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Ship Name and Designation History

This section lists the names and designations that the ship had during its lifetime. The list is in chronological order.

    Forrest Sherman Class Destroyer
    Keel Laid 17 June 1957 - Launched 19 August 1958

    Commissioned 29 October 1959 - Decommissioned 19 January 1966

    Reclassified Guided Missile Destroyer (DDG) 15 March 1967
    Recommissioned 3 November 1967 - Decommissioned 19 November 1982

    Struck from Naval Register 15 May 1984
    Sunk as target 25 April 1989

Naval Covers

This section lists active links to the pages displaying covers associated with the ship. There should be a separate set of pages for each incarnation of the ship (ie, for each entry in the "Ship Name and Designation History" section). Covers should be presented in chronological order (or as best as can be determined).

Since a ship may have many covers, they may be split among many pages so it doesn't take forever for the pages to load. Each page link should be accompanied by a date range for covers on that page.

  1. USS Parsons DD-949 / DDG-33 Covers Page 1    (1965-75)



This section lists examples of the postmarks used by the ship. There should be a separate set of postmarks for each incarnation of the ship (ie, for each entry in the "Ship Name and Designation History" section). Within each set, the postmarks should be listed in order of their classification type. If more than one postmark has the same classification, then they should be further sorted by date of earliest known usage.

A postmark should not be included unless accompanied by a close-up image and/or an image of a cover showing that postmark. Date ranges MUST be based ONLY ON COVERS IN THE MUSEUM and are expected to change as more covers are added.
>>> If you have a better example for any of the postmarks, please feel free to replace the existing example.


Postmark Type
Killer Bar Text

Thumbnail Link
Postmark Image
Thumbnail Link
Cover Image

1st Commissioning 29 October 1959 to 19 January 1966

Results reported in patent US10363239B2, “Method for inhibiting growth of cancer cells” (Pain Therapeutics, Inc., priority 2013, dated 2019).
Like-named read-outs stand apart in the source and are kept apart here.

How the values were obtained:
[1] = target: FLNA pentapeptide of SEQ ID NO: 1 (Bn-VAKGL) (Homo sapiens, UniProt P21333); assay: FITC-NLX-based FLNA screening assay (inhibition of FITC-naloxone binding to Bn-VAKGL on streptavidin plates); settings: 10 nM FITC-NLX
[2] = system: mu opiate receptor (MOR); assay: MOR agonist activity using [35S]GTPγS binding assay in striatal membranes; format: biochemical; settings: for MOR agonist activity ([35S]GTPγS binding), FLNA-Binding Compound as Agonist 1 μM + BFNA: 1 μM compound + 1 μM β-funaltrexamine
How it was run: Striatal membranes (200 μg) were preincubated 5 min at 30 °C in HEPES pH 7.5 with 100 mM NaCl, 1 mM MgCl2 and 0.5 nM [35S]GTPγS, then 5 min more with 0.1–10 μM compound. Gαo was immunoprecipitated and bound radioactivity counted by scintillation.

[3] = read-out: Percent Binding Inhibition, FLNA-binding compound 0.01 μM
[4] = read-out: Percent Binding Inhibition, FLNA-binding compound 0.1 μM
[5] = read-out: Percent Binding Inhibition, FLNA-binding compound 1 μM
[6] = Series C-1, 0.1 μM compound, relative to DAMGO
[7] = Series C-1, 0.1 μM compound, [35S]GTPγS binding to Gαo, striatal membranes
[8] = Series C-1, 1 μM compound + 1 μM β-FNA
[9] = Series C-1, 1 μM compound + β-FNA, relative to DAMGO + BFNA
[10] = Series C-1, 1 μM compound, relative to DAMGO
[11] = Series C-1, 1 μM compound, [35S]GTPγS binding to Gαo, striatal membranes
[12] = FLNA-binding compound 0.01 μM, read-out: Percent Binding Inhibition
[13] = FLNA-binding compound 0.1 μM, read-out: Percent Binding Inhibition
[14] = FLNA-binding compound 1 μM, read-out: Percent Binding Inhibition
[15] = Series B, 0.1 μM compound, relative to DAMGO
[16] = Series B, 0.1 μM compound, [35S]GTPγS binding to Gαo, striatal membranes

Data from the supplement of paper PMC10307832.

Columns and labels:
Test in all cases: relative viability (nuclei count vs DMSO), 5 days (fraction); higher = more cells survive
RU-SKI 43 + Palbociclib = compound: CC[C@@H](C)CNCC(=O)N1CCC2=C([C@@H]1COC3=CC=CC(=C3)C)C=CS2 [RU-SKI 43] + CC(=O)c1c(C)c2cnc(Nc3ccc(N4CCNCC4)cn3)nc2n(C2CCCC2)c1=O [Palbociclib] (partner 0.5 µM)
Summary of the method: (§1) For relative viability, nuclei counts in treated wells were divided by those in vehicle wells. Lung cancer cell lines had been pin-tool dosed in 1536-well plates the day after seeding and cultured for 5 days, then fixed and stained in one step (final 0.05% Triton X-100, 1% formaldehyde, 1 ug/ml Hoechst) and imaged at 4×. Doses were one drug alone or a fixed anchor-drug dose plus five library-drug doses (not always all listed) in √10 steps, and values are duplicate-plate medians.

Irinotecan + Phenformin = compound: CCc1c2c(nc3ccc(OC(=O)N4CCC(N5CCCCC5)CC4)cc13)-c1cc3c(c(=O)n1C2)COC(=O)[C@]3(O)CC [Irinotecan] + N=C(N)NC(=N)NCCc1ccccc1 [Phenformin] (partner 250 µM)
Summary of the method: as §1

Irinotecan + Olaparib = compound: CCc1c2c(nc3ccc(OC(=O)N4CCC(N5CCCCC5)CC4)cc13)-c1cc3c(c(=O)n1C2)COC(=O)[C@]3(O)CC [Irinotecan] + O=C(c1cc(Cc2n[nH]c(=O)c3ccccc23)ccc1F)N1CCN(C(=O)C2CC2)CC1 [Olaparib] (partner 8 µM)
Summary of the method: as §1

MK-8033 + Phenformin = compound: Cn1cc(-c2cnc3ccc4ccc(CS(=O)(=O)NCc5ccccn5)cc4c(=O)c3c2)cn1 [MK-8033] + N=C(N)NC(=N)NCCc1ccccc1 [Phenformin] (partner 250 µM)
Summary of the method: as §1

Locy Type
FDC 2t(n+u)(USS)




Locy Type
FDC 9fu (USS)


Commissioning. Stamped on the reverse.


Locy Type
2t(n+u) (USS)


As DD-949. Memorial Day, cachet by the Admiral Farragut Chapter No. 3, USCS

2nd Commissioning 3 November 1967 to 19 November 1982


Locy Type
2(n+) (USS)


As DDG-33


Locy Type
2-1n+ (USS)


As DDG-33. Ships cachet, serviced by Wolfgang Hechler


Locy Type
9eft(n+u) (USS)


As DDG-33. USCS Postmark Catalog list as Type 9ef(n+u) (USS)


Other Information

NAMESAKE - Rear Admiral William Sterling "Deak" Parsons, USN (26 November 1901 - 5 December 1953)
Parsons was appointed to the United States Naval Academy in 1918 and commissioned Ensign upon graduating in June 1922. His first assignment was in the battleship Idaho (BB-42), which was followed by post-graduate study in ordnance engineering at the Navy Postgraduate School, Washington, D.C. He then served on board Texas (BB-35) before returning to Washington as Liaison Officer between the Bureau of Ordnance and the Naval Research Laboratory (NRL), where he aided in the early development of radar. In 1939 he was assigned as Experimental Officer at the Navy Proving Grounds, Dahlgren, Virginia, and helped to develop the radio proximity fuse for anti-aircraft shells for the fleet. On 15 June 1943 he reported to the Los Alamos Laboratory of the Manhattan Project at Los Alamos, New Mexico, as Ordnance Division Associate Director and Officer in Charge of Project Alberta. After witnessing the first atom bomb test in New Mexico, Captain Parsons was appointed Officer-in-charge of the Overseas (Tinian, Marianas) Technical Group, and as Bomb Commander he assembled — in flight — the triggering device of Little Boy, the first atomic bomb used in combat over Hiroshima on 6 August 1945. He was next assigned as Assistant Chief of Naval Operations for Special Weapons and as Deputy Commander for Technical Direction and Commander Task Group 1.1, conducting Operation Crossroads, the tests on the effectiveness of atomic weapons on naval vessels at Bikini Atoll. Parsons' portrait is among a series of paintings related to Operation Crossroads. Having served as Commodore from 10 August 1945, and as temporary Rear Admiral from 8 January 1946 to 7 August 1947, he was promoted to Rear Admiral 1 July 1948. After serving in various ordnance billets and as a member of the Atomic Energy Commission, he was ordered to duty as Deputy and Assistant Chief of the Bureau of Ordnance, Navy Department. While serving in this capacity, he died suddenly of a heart attack, aged 52, on 05 December 1953. Parsons was buried at Arlington National Cemetery

The ships sponsor was Mrs. William Parsons, widow of RAdm Parsons.



If you have images or information to add to this page, then either contact the Curator or edit this page yourself and add it. See Editing Ship Pages for detailed information on editing this page.


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